Exhibition visit: Jeehee Park — Elephant in the Room, at Hanmi Gallery

If you haven’t been to Hanmi Gallery to see Jeehee Park’s Elephant in the Room, it could well be that you are too late. Although the exhibition is due to close on 3 August, the nature of the work is not ideally suited to the hottest days of the year.

The main installation in the ground floor space is constructed of copper pipes, zinc plates, wiring… and fruit bought off the Old Kent Road in the Elephant & Castle area. And while the fruit was fresh when the exhibition opened ten days ago, things have moved on since then.

Jeehee Park: Fruit Battery (2014). Installed at Hanmi Gallery. 24 July 2014
Jeehee Park: Fruit Battery (2014). Installed at Hanmi Gallery. Photo: LKL, 24 July 2014

The installation is designed to “appeal not just to the eye but also to the viewer’s scent and hearing.” The elaborate construction certainly appeals to the eye with its complex three-dimensional geometry; and as the fruits generate small amount of electricity, a high-pitched whistling sound can be heard. As the colour of the fruit has changed from bright oranges and yellows to a more uniform green as it has rotted in the heat, so has the aroma of the installation transformed from something that was enticing at the start of the show to something more pungent now.

Jeehee Park: Drawing (2014). Copper tape, zinc plate copper sulphate marinated paper. At Hanmi Gallery. 24 July 2014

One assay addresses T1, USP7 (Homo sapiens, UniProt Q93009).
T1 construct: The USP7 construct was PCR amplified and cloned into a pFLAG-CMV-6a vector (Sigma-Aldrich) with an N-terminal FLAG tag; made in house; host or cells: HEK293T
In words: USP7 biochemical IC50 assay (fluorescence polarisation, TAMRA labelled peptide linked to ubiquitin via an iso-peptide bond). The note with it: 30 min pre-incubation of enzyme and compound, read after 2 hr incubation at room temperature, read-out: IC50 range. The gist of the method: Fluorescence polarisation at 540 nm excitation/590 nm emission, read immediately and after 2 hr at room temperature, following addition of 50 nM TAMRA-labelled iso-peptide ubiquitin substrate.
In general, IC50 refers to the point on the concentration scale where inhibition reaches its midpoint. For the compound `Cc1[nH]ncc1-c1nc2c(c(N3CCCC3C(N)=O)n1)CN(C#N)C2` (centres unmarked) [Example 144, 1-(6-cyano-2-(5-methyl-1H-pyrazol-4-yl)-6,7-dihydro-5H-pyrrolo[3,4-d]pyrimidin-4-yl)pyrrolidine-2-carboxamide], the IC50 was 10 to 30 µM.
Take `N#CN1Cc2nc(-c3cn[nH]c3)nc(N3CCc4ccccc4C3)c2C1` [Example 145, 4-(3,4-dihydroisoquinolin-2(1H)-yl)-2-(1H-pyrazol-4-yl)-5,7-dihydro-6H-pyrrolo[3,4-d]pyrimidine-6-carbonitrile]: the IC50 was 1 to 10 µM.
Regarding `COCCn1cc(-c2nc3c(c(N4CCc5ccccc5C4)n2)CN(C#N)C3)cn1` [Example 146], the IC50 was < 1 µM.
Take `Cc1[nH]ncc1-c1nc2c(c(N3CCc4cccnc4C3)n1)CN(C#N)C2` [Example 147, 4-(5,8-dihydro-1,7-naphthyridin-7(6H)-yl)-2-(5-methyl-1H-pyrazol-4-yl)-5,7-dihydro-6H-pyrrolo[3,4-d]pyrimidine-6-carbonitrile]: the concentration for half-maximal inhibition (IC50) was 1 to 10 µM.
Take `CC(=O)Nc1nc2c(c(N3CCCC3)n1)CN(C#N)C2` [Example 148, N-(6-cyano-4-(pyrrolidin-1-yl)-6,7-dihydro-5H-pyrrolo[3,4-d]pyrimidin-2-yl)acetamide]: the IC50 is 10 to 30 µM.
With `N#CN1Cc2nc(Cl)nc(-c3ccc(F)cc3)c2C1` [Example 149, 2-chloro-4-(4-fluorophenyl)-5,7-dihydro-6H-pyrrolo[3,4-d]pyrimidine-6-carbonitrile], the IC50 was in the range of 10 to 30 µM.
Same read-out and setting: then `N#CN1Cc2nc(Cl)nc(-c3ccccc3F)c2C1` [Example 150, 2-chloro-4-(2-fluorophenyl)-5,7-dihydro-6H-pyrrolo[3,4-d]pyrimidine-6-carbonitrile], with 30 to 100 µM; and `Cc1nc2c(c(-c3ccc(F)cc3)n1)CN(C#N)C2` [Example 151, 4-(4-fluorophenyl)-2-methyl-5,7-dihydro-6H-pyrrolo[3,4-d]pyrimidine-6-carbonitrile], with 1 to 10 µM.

Jeehee Park: Drawing (2014). Copper tape, zinc plate copper sulphate marinated paper. At Hanmi Gallery. 24 July 2014

Upstairs the exhibition is less reliant on organic material. Sheets of perspex have been delicately laser-cut to look like lace – a project that results from the artist’s observations of lace curtains in the Aylesbury Estate near the Elephant. And the artist experiments with other ways of generating small amounts of electricity: works that look like architectural drawings, made out of copper and zinc foil laid on to paper infused with copper sulphate, are placed into a shallow water bath and manage to light a small bulb for a while. When the generative power is exhausted, the work is hung on the wall.

The brief essay that accompanies the exhibition notice explains some of the thinking behind Jeehee Park’s practice, and is well worth a read. Catch the exhibition soon, if it’s not already too late.

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